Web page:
CAMX 2014 preview: MarkForged

MarkForged (Cambridge, Mass.) is featuring in its CAMX booth the Mark One, an additive manufacturing (AM) 3-D printer that produces parts made with continuous carbon fiber in a thermoplastic resin.

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MarkForged (Cambridge, Mass.) is featuring in its CAMX booth the Mark One, an additive manufacturing (AM) 3-D printer that produces parts made with continuous carbon fiber in a thermoplastic resin. The Mark One has two print heads, both designed and built by the company. One dispenses polyamide (nylon) or polylactide (PLA) resin, and the second dispenses a continuous towpreg, either carbon or glass (dispensing of aramid fiber is in development). The towpreg is made in a proprietary process: A single carbon filament is coated with a specially developed thermoplastic resin, designed specifically for the printer. The Mark One uses fused deposition modeling (FDM), an extrusion-like process, for placement of resin and towpreg in the flat x/y plane of the part. The company says that the fiber can be oriented, or added selectively only where needed, in the x/y plane, but notes that, at present, vertical, or z-directional, orientations aren’t possible. Each build layer is approximately 200 microns thick.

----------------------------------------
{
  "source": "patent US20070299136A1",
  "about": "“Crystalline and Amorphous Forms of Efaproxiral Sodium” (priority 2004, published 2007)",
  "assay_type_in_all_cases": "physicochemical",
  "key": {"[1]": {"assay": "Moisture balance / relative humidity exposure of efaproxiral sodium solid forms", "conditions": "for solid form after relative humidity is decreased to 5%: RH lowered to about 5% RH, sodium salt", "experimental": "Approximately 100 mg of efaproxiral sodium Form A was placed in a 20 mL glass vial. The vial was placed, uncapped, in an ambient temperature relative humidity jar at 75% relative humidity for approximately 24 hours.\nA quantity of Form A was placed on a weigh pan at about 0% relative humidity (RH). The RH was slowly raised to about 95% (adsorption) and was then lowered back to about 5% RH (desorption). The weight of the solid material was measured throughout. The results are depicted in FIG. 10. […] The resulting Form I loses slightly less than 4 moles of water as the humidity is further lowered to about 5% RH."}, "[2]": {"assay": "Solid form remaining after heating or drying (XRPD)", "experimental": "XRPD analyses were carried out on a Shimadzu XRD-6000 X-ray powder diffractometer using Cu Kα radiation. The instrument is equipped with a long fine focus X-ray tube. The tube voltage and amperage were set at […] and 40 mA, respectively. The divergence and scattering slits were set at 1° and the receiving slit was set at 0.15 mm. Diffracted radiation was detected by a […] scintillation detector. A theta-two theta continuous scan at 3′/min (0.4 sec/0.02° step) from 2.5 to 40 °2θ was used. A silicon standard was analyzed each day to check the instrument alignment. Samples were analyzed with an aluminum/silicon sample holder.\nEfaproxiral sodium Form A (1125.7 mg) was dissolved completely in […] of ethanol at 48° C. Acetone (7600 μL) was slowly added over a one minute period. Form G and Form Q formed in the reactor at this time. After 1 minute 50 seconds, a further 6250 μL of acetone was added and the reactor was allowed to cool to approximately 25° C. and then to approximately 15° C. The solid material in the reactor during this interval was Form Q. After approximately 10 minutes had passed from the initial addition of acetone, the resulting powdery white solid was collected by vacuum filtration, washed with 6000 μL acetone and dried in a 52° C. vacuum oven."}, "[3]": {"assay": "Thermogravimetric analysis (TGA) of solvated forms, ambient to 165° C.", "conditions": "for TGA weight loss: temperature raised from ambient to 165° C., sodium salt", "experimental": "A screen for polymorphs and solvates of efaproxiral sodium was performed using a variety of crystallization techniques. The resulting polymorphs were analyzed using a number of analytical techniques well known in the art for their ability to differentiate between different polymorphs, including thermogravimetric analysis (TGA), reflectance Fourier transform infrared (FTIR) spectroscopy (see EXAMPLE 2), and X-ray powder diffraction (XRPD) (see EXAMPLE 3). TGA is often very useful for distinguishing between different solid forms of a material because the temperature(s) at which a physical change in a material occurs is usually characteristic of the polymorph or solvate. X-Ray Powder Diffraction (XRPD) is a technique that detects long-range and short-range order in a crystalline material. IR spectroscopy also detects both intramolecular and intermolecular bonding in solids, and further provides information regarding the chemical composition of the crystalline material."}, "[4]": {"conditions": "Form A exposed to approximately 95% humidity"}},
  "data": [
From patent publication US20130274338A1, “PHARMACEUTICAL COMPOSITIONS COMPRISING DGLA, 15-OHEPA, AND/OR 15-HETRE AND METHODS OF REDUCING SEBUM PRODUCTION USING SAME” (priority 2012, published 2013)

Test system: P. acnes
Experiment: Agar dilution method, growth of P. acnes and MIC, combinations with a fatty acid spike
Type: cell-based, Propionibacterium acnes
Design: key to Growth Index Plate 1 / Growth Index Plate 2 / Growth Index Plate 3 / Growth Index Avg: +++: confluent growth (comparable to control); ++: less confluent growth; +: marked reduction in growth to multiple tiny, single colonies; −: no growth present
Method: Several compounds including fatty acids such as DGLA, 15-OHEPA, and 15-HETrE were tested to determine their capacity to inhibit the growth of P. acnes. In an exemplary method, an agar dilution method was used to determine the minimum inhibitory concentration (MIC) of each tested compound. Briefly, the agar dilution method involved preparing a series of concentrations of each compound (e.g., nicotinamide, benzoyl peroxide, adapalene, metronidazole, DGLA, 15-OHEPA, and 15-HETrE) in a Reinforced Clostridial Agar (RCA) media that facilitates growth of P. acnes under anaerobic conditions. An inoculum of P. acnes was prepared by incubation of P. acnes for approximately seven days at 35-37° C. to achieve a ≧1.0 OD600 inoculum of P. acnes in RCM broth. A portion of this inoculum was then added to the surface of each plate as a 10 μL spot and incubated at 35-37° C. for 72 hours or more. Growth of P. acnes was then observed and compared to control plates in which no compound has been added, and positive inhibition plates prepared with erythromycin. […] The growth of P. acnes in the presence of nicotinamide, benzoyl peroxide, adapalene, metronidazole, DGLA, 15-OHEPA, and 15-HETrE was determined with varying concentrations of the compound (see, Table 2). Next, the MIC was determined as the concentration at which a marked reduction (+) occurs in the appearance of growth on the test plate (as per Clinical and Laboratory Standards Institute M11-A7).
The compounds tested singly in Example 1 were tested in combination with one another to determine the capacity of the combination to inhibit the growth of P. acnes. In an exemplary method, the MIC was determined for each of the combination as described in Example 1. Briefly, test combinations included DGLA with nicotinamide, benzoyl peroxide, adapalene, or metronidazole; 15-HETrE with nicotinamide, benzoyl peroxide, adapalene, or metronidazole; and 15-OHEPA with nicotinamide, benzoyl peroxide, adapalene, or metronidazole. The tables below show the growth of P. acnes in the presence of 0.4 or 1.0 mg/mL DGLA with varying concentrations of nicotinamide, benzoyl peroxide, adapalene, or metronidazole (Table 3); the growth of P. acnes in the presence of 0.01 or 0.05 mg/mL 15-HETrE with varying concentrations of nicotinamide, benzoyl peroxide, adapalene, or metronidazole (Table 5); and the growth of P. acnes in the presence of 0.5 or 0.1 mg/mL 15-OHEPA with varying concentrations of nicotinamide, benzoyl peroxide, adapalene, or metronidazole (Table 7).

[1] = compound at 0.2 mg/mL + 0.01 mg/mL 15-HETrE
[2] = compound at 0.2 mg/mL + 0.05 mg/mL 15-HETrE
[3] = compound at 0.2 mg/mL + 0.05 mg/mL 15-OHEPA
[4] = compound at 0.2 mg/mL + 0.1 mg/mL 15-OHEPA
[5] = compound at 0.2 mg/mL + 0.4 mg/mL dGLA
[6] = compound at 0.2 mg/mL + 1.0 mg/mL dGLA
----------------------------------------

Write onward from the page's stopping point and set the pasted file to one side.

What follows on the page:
The “stage” on which deposition takes place is a plastic platform, to which the polyamide or PLA resin adheres, similar to other AM machines. The finished part is scraped off when finished and the platform lasts for roughly 100 prints. Unique to the Mark One is the use of a high-precision “kinematic coupling” to precisely level and fix the build platform. Used in silicon wafer processing, the coupling precisely constrains all six degrees of freedom so that the build stage can simply be “clicked” into place. Set-to-reset leveling is reportedly repeatable to within 10 microns. 

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